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### H=q

Posted: Fri Feb 07, 2020 8:48 pm
Why is it safe to assume that delta H = heat (delta H = q) for chemical reactions even if the question does not specify that pressure is constant?

### Re: H=q

Posted: Fri Feb 07, 2020 9:28 pm
I could probably answer your question better if you had a specific problem or example, but they way I see it, unless they tell you otherwise through the problem or scenario, it is safe to assume that the pressure is constant (1atm) and that temperature is 25C, since that this the temperature and pressure that most biochemical reactions occur in.

### Re: H=q

Posted: Fri Feb 07, 2020 10:28 pm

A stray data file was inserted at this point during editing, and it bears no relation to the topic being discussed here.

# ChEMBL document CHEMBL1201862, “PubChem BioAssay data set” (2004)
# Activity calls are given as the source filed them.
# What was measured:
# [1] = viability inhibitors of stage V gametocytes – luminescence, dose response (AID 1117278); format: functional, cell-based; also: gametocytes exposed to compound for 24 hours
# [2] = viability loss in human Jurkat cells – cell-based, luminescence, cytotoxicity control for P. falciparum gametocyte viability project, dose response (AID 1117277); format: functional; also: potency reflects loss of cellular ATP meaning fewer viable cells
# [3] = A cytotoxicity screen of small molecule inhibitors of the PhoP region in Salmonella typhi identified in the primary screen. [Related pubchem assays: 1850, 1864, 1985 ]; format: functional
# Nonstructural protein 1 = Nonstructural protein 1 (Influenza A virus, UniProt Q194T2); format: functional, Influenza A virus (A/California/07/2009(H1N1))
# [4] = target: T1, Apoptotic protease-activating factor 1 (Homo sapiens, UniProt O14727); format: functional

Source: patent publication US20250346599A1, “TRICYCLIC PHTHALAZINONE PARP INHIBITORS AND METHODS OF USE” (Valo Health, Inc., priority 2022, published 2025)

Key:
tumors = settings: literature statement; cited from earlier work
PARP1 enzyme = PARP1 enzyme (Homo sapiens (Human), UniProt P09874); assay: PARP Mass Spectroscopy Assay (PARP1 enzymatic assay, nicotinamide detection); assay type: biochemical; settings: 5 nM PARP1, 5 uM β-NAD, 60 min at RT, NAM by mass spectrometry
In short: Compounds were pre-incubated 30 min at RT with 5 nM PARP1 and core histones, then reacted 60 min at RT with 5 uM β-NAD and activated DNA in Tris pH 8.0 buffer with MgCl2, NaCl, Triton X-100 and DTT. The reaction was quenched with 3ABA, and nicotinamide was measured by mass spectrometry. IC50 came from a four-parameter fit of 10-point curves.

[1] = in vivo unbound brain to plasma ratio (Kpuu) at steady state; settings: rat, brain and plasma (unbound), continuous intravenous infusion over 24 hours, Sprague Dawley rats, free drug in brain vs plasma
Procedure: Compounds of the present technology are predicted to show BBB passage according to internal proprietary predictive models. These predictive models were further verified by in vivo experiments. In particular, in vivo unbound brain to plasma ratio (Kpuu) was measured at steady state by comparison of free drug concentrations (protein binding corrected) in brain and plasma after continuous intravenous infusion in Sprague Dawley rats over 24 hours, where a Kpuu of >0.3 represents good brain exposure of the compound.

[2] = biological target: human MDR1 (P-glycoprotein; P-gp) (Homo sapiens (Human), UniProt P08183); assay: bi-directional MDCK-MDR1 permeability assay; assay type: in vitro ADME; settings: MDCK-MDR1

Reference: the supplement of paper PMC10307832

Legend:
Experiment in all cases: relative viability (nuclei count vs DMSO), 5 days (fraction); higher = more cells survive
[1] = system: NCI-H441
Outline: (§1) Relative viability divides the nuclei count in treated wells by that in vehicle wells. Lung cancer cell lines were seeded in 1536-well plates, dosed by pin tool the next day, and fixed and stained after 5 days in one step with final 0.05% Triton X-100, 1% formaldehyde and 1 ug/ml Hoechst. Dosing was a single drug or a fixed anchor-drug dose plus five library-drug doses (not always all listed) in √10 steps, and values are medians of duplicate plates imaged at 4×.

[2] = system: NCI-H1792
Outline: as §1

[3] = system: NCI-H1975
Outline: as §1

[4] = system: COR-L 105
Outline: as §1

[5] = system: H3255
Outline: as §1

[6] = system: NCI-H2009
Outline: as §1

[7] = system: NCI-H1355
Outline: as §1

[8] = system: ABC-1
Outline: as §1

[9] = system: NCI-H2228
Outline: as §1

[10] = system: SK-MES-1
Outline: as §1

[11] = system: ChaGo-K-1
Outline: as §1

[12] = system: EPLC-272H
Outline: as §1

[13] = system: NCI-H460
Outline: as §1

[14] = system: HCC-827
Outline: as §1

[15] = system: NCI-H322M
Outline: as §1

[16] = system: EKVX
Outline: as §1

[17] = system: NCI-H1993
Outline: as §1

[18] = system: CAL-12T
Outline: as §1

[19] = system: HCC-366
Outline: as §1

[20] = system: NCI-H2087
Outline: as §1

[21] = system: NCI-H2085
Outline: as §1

You cannot really assume anything. It all depends in the problem and the information that they give you. As the person above said though, most reaction occur in the situations that they mentioned unless the question says otherwise. And besides the pressure being constant, it can say that the volume is constant and it would also make deltaH= q because delta H= delta U +PV so if volume is 0 then as I stated delta H=q. Thats another possible scenario.

### Re: H=q

Posted: Fri Feb 07, 2020 10:38 pm
Yeah I would also agree that assuming a constant pressure at standard state is reasonable if a problem does not specify anything. Two other indications that would point to constant pressure would be if the problem gives you ΔH to use because that is specified at a constant pressure. Another indication would be an open system, since that would most likely indicate constant atmospheric pressure.

### Re: H=q

Posted: Sat Feb 08, 2020 12:53 pm
Just to be safe, I would not assume anything if the problem doesn't state whether or not the reaction occurs under constant pressure